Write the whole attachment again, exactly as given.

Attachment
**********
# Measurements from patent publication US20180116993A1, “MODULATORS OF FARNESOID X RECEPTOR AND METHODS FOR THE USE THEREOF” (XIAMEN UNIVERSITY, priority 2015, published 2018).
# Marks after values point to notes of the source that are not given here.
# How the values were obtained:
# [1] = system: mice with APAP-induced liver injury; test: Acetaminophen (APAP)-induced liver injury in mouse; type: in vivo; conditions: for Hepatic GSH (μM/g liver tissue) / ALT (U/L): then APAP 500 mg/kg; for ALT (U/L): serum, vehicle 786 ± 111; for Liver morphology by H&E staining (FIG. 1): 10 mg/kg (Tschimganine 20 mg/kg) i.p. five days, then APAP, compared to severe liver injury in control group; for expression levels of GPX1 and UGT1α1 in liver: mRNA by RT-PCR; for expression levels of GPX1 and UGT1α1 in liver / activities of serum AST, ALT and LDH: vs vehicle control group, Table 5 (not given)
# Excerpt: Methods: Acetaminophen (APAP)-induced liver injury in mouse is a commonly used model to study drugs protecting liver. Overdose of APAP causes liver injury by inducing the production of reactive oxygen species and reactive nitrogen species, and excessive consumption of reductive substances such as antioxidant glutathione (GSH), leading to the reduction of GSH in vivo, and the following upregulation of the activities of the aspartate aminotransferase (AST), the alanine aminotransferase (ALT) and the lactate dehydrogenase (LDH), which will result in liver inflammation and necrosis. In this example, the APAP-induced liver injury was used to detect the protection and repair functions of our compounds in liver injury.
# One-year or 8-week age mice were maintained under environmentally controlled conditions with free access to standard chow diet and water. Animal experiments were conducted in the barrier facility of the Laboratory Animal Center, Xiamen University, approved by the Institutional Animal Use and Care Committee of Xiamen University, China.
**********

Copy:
# Measurements from patent publication US20180116993A1, “MODULATORS OF FARNESOID X RECEPTOR AND METHODS FOR THE USE THEREOF” (XIAMEN UNIVERSITY, priority 2015, published 2018).
# Marks after values point to notes of the source that are not given here.
# How the values were obtained:
# [1] = system: mice with APAP-induced liver injury; test: Acetaminophen (APAP)-induced liver injury in mouse; type: in vivo; conditions: for Hepatic GSH (μM/g liver tissue) / ALT (U/L): then APAP 500 mg/kg; for ALT (U/L): serum, vehicle 786 ± 111; for Liver morphology by H&E staining (FIG. 1): 10 mg/kg (Tschimganine 20 mg/kg) i.p. five days, then APAP, compared to severe liver injury in control group; for expression levels of GPX1 and UGT1α1 in liver: mRNA by RT-PCR; for expression levels of GPX1 and UGT1α1 in liver / activities of serum AST, ALT and LDH: vs vehicle control group, Table 5 (not given)
# Excerpt: Methods: Acetaminophen (APAP)-induced liver injury in mouse is a commonly used model to study drugs protecting liver. Overdose of APAP causes liver injury by inducing the production of reactive oxygen species and reactive nitrogen species, and excessive consumption of reductive substances such as antioxidant glutathione (GSH), leading to the reduction of GSH in vivo, and the following upregulation of the activities of the aspartate aminotransferase (AST), the alanine aminotransferase (ALT) and the lactate dehydrogenase (LDH), which will result in liver inflammation and necrosis. In this example, the APAP-induced liver injury was used to detect the protection and repair functions of our compounds in liver injury.
# One-year or 8-week age mice were maintained under environmentally controlled conditions with free access to standard chow diet and water. Animal experiments were conducted in the barrier facility of the Laboratory Animal Center, Xiamen University, approved by the Institutional Animal Use and Care Committee of Xiamen University, China.